New LPGA dress code under fire for 'body-shaming’ players

The Ladies Professional Golf Association (LPGA) is under fire for "body-shaming" its female players after the organization introduced a stricter dress code including longer skirts and no plunging necklines.

A reporter for Teen Vogue magazine wrote, "we don't see why someone can't look professional in leggings. If anything, policing these women's bodies and clothes takes away from their professional accomplishments. And if the sport wants a positive image, body-shaming is not the way to get it."

The new dress code, according to Golf Digest, includes no "plunging necklines," and "leggings, unless under a skort or shorts, are not allowed." Additionally, "length of skirt, skort and shorts MUST be long enough to not see your bottom area at any time, standing or bent over."

"As more and more pointless dress codes interfere with our daily lives, women are standing up for their right to wear what they want and not be slut-shamed. Apparently, the Ladies Professional Golf Association (LPGA) missed the memo about that," the Teen Vogue article stated.

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Jul 16, 2017; Bedminster, NJ, USA; Sung Hyun Park poses with the U.S. Women's Open Championship trophy after winning the final round of the U.S. Women's Open golf tournament at Trump National Golf Club-New Jersey. Mandatory Credit: Kyle Terada-USA TODAY Sports
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Jul 16, 2017; Bedminster, NJ, USA; Sung Hyun Park speaks after recieving the U.S. Women's Open Championship trophy after winning the final round of the U.S. Women's Open golf tournament at Trump National Golf Club-New Jersey. Mandatory Credit: Kyle Terada-USA TODAY Sports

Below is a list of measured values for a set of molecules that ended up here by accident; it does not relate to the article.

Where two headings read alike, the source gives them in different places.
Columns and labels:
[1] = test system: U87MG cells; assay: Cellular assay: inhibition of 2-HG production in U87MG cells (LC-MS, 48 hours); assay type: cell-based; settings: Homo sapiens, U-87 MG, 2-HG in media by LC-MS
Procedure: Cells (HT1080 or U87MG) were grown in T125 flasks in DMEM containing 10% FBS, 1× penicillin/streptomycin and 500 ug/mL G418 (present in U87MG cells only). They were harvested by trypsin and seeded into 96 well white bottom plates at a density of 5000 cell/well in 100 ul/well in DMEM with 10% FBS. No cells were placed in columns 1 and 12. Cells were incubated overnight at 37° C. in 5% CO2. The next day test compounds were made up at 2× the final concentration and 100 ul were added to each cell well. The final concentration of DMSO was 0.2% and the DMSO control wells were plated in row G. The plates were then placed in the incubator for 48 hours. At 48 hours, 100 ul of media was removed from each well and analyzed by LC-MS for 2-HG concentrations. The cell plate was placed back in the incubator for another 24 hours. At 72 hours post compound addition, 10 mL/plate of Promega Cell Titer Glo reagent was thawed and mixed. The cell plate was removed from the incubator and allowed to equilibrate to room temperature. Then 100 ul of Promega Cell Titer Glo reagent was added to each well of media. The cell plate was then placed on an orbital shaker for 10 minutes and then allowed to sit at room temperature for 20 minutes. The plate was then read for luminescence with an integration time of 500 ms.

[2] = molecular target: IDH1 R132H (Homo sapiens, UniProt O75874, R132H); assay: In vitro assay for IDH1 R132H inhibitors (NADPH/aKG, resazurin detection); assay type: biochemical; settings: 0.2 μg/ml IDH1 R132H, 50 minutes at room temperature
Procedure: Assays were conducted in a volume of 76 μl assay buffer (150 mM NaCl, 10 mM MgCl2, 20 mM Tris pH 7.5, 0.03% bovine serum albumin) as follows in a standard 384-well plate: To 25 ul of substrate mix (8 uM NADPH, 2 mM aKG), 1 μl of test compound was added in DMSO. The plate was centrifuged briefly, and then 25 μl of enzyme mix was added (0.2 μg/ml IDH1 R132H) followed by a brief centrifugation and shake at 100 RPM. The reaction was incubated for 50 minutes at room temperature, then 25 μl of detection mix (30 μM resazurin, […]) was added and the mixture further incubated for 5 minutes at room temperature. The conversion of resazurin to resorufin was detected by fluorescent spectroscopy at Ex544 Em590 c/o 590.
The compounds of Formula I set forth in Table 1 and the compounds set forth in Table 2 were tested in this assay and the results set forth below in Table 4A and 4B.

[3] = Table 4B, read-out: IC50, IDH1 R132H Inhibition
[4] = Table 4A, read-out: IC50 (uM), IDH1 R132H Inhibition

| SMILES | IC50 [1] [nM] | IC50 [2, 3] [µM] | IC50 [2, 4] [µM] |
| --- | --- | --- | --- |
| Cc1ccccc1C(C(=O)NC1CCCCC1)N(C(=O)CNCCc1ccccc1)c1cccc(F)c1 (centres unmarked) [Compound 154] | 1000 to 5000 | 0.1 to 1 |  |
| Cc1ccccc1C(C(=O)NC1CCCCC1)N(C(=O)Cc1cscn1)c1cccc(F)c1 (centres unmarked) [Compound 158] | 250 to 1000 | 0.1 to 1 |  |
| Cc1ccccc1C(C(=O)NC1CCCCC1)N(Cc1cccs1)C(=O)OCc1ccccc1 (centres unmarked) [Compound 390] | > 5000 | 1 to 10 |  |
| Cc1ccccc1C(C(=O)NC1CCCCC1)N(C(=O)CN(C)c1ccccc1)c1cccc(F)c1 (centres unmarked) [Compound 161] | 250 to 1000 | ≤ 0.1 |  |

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Jul 16, 2017; Bedminster, NJ, USA; Sung Hyun Park poses with the U.S. Women's Open Championship trophy after winning the final round of the U.S. Women's Open golf tournament at Trump National Golf Club-New Jersey. Mandatory Credit: Kyle Terada-USA TODAY Sports
Jul 16, 2017; Bedminster, NJ, USA; A general view of the 15th hole while Sung Hyun Park putts during the final round of the U.S. Women's Open golf tournament at Trump National Golf Club-New Jersey. Mandatory Credit: Eric Sucar-USA TODAY Sports
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Other people on social media called the LPGA "pretty repressed, repressive individuals" and "ridiculous."

"The new rules for women in the LPGA sound like they were written by ISIS, and I won't tolerate this garbage," tweeted one observer.

However, another Twitter user wrote: "It's Golf, not a runway, fashion show, or a place you hang all your parts out hoping for attention."

While a spokesperson for the LPGA has not yet responded to TheWrap's request for comment, Heather Daly-Donofrio, chief communications and tour operations officer, offered the following statement to Golf Digest: "The dress code requires players to present themselves in a professional manner to reflect a positive image for the game. While we typically evaluate our policies at the end of the year, based on input from our players, we recently made some minor adjustments to the policy to address some changing fashion trends. The specifics of the policy have been shared directly with the members."

The new dress code comes just a few months after the LPGA modernized what qualifies as appropriate golf attire. Michelle Wie wore an outfit that was more athletic than any golfer had before, and Golf Digest applauded the LPGA for allowing the racerback and her seemingly short skirt.

Golfer Paige Spiranac also weighed in on the new dress code. Others also took to social media to express their thoughts about the new policy.

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